Ehav and Yitzhaq Training

My focus has also been to build up my reaction time and skill. In any fight the first 1 to 2 seconds, and the first 1 to 2 moves are extremely critical. In martial arts it is important to be able to react in a number of different ways to a threat. The reason is because a person never knows in a real life or death struggle what the other person, or persons, will do.

Why Train in an Israeli Martial Art?

That is the question I get often, or better yet why train in martial arts at all. In my daily walk here and there I get a lot questions about my I train in martial arts so much. I once dated a woman who just didn't get it, even with all of the things that happen here randomly. I even have a co-workers who make jokes about having to watch out for me or I may break them. There side of the question has come up in the few times I have been injured during training. I was once dropped on my neck, I have hurt my arm, and I recently pulled some muscles in my hand. Yet, I am the kind of guy who simply bounces back from things like, and I don't mind getting hurt while training. These thins happen when one trains, but with time you learn how to minimize injuries with proper preparation and exercise.

The Grandmaster of Abir training students

My personal perspective on why I train, and even better why I train in a Jewish/Israeli martial art, is that in these days and times we Israelis need to get back to the practice of being both religious and able to defend ourselves. We have a long history of our ancestors having both elements, and there is a need for Israelis who can combine both. The other issue is that Abir is not a "sport" martial art in the sense that it is strictly a self defense oriented fighting skill. The difference being that in a sport you compete for points, while in a self defense situation you are fighting for your life or the lives of others.

As we learn in Abir, no matter how good you are and no matter how much you train we know that if Hashem (G-d) is not with us our ability to win or lose is up in the air and subject to the whims of chance.

If your interested in reading more about Abir you can read the article by Rabbi Michael Shlomo Bar-Ron here or the web-site I am creating on Jewish combat skills here.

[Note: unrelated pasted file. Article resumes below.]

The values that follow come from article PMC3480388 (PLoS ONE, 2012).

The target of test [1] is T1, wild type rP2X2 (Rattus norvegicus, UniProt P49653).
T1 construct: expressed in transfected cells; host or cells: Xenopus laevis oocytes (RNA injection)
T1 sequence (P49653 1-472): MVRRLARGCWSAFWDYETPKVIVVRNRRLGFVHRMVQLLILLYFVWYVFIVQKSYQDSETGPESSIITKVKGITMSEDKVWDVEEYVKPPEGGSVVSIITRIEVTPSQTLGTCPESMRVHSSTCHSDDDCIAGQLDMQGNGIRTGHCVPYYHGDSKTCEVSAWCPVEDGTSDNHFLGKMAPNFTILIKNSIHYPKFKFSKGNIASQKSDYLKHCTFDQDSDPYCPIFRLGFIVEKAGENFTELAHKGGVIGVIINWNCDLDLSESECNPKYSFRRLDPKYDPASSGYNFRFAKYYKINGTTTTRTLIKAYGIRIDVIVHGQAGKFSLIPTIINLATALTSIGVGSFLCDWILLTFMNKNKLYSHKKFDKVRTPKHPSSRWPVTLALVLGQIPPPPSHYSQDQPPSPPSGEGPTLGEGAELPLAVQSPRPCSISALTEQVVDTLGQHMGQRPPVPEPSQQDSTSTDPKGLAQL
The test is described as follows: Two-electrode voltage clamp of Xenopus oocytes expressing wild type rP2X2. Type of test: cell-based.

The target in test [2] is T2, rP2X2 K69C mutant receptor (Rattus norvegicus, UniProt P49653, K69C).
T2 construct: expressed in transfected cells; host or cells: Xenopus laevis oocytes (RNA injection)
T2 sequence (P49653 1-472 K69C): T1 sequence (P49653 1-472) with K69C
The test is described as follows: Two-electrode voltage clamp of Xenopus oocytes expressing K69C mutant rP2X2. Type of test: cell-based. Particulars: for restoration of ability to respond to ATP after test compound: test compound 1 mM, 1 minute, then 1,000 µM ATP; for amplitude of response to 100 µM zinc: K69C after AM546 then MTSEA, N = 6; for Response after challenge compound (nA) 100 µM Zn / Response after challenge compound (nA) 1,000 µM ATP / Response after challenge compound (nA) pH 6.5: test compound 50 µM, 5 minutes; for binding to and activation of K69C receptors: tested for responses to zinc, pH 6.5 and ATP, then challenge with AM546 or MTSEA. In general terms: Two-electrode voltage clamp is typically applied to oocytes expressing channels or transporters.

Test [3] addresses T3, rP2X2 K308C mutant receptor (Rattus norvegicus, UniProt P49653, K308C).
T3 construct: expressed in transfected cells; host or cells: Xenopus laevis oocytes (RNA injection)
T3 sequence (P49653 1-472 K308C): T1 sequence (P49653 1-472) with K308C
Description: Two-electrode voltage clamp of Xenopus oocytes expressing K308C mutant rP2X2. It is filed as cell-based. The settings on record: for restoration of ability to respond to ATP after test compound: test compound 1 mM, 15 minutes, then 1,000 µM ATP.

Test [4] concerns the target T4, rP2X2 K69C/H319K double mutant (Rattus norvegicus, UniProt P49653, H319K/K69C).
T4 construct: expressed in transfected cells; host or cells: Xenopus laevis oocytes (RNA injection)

Ehav Eliyahu Ever an Abir Warrior

אהב אליהו עבר ספרא וסייפא של אביר

13 comments:

Rachel said...

Wow, fascinating post. I haven't heard of any of it before. I especially loved hearing the anecdote about Shimon and Menashe.

I'm just not 100% clear on this- Is Abir the same thing as Qashath or a derivation of it?

In any case, you mentioned that Abir is wholly self-defense oriented. It's interesting to note that the Jewish form of fighting isn't about offense and harming your opponent, rather only self-defense. Says something about the peacefulness of the people. :)

Rafi G said...

that looks cool. I never heard of Abir before...

Ehav Ever said...

Rachel - If you haven't already you should read the Sefer Ha-Yashar. It has a lot of interesting history in it. In ancient times the Jewish fighting techniques were known as both Qashath and Kle Milchamah. In all cultures, hand to hand martial arts were used on the battle field when a person was disarmed and it was necessary to get another weapon in order to keep fighting. What the Aluf Abir teaches is called Abir since his family was also known as Banu Abir. It is the masorah of Qashath and Kle Milchamah that they received.

Actually, when I mention that Abir is self-defense that is contrast to a sport martial art. Sport martial arts are primarily based on the rules of competition. For example, hits for points, grappling positions scoring points, etc. Self-defense martial arts are based on the idea that a person may have to do anything (offensively and defensively) to win in order to survive.

There are situations where a sport martial art is no good in a street fight because in a street fight anything goes. There are a number of sports martial artists who have said that they have no idea how well they would do in a street fight. That is because their training is primarily based on the rules of being in a ring. Defeating an opponent in a real fight may be more difficult than defeating him in a ring with rules.

So for example, martial arts that were created for ancient combat and have continued to be taught in the same manner are more often called self defense martial arts. That is because now a days there are no standing armies fighting that way anymore. Yet, in a self defense situation you may have to act offensively to protect yourself, you may have to severely injure your opponent(s) to protect yourself, or you may have to kill your opponent(s) to protect yourself. As an example, if I were attacked by Arabs or any antisemites whose goal was to kill me I would have to do ANYTHING it takes to survive. That is because as it says in the Torah.

אשר יעשה אתם האדם וחי בהם

and as the Rambam puts in Sefer Zemanim, Halakhoth Shabbat.

ולא שימות בהם